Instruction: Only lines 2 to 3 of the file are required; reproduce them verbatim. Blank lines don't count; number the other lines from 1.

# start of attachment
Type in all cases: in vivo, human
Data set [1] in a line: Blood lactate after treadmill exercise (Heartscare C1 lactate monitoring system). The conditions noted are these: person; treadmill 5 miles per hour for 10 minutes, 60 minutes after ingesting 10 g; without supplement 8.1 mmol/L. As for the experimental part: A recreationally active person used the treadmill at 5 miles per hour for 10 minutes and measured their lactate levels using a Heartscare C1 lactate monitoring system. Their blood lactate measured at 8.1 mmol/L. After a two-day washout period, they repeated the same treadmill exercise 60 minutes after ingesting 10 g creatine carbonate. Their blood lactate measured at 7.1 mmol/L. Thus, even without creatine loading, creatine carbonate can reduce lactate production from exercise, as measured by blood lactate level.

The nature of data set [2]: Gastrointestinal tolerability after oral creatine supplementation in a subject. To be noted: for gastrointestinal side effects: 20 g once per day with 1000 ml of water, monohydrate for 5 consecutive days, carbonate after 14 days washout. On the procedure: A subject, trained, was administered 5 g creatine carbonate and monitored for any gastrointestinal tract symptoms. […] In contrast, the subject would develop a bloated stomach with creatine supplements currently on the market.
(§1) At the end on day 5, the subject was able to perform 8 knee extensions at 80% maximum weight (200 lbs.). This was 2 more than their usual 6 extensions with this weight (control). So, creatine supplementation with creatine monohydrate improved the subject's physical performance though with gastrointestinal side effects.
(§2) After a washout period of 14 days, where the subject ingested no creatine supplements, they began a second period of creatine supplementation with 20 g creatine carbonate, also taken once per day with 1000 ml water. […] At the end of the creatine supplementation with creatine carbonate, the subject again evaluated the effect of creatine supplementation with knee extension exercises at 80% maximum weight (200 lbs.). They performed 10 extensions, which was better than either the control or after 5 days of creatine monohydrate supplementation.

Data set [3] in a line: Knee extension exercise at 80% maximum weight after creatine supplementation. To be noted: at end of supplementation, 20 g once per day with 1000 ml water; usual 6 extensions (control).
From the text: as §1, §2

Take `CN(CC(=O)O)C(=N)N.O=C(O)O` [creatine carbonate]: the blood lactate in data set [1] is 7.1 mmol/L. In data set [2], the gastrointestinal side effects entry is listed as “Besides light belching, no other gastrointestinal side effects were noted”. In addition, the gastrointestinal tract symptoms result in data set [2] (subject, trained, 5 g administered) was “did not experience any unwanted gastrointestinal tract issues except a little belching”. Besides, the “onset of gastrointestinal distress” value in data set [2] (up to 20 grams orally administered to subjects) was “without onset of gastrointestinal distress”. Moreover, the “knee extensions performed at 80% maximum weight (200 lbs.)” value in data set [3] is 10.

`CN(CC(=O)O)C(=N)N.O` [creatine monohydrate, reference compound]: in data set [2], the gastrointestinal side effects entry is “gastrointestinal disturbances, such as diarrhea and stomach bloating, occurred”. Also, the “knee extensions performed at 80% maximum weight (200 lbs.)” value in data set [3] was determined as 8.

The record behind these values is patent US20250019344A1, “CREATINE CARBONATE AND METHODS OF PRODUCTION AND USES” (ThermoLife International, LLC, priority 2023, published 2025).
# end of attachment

Data set [1] in a line: Blood lactate after treadmill exercise (Heartscare C1 lactate monitoring system). The conditions noted are these: person; treadmill 5 miles per hour for 10 minutes, 60 minutes after ingesting 10 g; without supplement 8.1 mmol/L. As for the experimental part: A recreationally active person used the treadmill at 5 miles per hour for 10 minutes and measured their lactate levels using a Heartscare C1 lactate monitoring system. Their blood lactate measured at 8.1 mmol/L. After a two-day washout period, they repeated the same treadmill exercise 60 minutes after ingesting 10 g creatine carbonate. Their blood lactate measured at 7.1 mmol/L. Thus, even without creatine loading, creatine carbonate can reduce lactate production from exercise, as measured by blood lactate level.

The nature of data set [2]: Gastrointestinal tolerability after oral creatine supplementation in a subject. To be noted: for gastrointestinal side effects: 20 g once per day with 1000 ml of water, monohydrate for 5 consecutive days, carbonate after 14 days washout. On the procedure: A subject, trained, was administered 5 g creatine carbonate and monitored for any gastrointestinal tract symptoms. […] In contrast, the subject would develop a bloated stomach with creatine supplements currently on the market.